People, Ideas, and Hardware

US military strategist John Boyd is credited with saying,

"People, ideas, and hardware ... in that order."

Boyd was a Korean and Vietnam War era Colonel in the US Air Force, who continued to advise military leaders until his death in 1997. He is most famously known for his Observe-Orient-Decide-Act cycle, abbreviated OODA.

His "People, Ideas, and Hardware" concept is among his more popular quips.

So what can we learn from it?


People should be your priority. No matter what weapon or tool you give them, it is a human who will solve problems, experiment, live, die, make decisions, succeed, fail, give up, persevere. Paraphrasing Boyd, wars are fought between people.

Human beings are the most resilient of anything on the planet. They can fail despite having the best of equipment. Or they can succeed despite being provided the worst of tools. They learn, adapt, and figure it out.

Humans are at the heart of your organization. You can lead them, but they will always have their own intentions, incentives, plans, and choices. 

Take care of them. Support them. Challenge them. 


People have ideas, knowledge, wisdom, experiences, plans, thoughts, visions. And not all of them will be consistent across the organization. Actually, many will likely be at odds. 

Not all ideas are equal, in terms of scope. I prioritize them like this, roughly:

  1. Intentions, purpose
  2. Goals, missions, objectives
  3. Strategies
  4. Tactics
  5. Techniques

The more uniformity at the top, the better. Seek and embrace diversity nearer the bottom. 

Allow for the healthy debate and critique of ideas -- without attacking the person. As Dr Daniel Kahneman is credited with saying, "Protect your dissenters." 

Ideas come in the form of procedures, checklists, flowcharts, infographics, workflows, policies, strategy statements, frameworks, thinking models, processes, rules. These help guide the decisions and behaviors of your people. Make sure these ideas are formatted appropriately. (I like the Cynefin framework to help guide how tight or loose these "ideas" are designed or structured.)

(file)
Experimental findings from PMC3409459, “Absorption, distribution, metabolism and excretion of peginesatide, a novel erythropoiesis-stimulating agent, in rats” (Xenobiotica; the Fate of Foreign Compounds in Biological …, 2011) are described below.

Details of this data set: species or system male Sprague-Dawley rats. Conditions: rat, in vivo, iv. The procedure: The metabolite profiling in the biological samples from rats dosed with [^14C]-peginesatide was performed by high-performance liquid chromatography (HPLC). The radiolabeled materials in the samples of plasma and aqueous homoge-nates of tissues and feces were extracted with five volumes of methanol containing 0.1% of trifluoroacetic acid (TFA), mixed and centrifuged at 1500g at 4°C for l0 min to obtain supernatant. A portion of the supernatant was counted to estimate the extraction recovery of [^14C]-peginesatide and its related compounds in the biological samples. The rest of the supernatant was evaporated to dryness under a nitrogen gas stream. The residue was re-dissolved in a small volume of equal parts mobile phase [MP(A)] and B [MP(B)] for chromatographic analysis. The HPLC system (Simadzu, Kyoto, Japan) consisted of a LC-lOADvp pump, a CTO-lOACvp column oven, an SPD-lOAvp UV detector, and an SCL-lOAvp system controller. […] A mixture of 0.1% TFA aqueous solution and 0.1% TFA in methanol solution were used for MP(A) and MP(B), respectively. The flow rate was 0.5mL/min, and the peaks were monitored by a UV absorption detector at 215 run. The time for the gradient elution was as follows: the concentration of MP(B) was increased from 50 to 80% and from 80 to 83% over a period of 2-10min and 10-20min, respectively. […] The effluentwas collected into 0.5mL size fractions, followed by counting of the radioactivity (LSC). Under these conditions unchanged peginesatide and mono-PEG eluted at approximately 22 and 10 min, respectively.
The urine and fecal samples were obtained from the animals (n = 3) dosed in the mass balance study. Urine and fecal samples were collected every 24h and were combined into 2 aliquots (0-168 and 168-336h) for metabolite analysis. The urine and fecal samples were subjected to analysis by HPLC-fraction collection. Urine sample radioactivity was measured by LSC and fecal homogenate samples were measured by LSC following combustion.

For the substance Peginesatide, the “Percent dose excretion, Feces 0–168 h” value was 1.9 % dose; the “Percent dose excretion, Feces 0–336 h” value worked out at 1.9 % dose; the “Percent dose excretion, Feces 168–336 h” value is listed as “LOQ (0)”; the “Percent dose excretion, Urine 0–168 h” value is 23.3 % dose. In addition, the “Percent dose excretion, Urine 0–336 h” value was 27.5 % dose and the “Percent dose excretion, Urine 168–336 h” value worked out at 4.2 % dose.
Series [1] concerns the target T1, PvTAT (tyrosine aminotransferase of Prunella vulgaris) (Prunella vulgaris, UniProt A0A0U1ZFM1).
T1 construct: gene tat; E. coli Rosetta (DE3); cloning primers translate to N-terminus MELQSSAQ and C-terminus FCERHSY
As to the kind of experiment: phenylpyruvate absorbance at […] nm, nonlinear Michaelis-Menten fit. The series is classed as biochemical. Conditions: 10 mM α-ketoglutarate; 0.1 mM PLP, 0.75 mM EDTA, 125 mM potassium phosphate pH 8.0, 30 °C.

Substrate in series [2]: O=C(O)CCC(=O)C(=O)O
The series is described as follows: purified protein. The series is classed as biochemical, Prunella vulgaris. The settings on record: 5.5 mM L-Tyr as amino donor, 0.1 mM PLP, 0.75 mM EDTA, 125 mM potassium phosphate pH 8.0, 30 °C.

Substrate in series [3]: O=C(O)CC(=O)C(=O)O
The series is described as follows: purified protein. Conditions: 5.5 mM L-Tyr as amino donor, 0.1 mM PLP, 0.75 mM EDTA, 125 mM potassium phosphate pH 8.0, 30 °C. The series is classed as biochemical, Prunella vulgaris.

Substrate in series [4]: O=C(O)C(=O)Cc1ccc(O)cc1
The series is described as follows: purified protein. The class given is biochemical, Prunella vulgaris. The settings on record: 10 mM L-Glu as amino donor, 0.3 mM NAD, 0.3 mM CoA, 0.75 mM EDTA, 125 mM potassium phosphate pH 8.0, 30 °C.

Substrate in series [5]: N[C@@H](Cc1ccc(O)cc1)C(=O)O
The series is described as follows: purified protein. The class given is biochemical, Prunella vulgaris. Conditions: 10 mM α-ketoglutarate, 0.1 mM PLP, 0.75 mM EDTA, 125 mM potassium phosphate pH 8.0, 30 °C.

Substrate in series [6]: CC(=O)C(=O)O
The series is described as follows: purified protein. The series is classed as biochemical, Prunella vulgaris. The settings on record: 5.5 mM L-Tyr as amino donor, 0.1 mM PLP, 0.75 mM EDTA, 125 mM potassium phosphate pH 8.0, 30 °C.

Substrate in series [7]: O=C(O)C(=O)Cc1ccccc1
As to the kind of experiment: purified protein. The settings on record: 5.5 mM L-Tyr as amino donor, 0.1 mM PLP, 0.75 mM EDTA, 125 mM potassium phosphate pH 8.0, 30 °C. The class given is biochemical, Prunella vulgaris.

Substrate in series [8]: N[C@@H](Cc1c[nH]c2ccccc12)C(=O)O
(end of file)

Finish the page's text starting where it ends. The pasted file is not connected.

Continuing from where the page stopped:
Yes, we are talking about physical tools: computers, guns, power drills, dump trucks, pancake flippers, spaceships, nuclear power plants. 

But we also include more abstract tools of execution, such as: software, computer applications, communications platforms, physical movements and techniques.

As the most commodified category, it tends to be the easiest to develop, collect, procure, or obtain. Oftentimes, it only requires money. At other times, it's the materialization of an idea.

Hardware, when compared to People or Ideas, is the most fragile, most specialized, most static of them.

Lastly, Sahil Bloom eloquently states in his 95-5 Rule, it makes little sense investing in the final, sexy, complicated, most expensive 5% if you're not capitalizing on the simple, foundational, building-block 95%. 


Invest appropriately. 

I see organizations spend foolishly in the Hardware domain while ignoring their people or dismissing the ideas of folks actually doing the job. The best part: Ideas are mostly free. And your people are already there and accessible. Capitalize on what they bring to the table.

Take the advice of John Boyd: People, ideas, and hardware ... in that order.


Lou Hayes, Jr. is a detective supervisor in a suburban Chicago police department. He's focused on multi-jurisdictional crime patterns & intelligence, through organic working groups compromised of investigators & analysts from a variety of agencies. With a passion for training, he studies human performance, decision-making, creativity, emotional intelligence, & adaptability. In 2021, he went back to college (remotely!), in hopes to finally finish his undergrad degree from the University of Illinois - Gies College of Business. Follow Lou on LinkedIn, & also the LinkedIn page for The Illinois Model***


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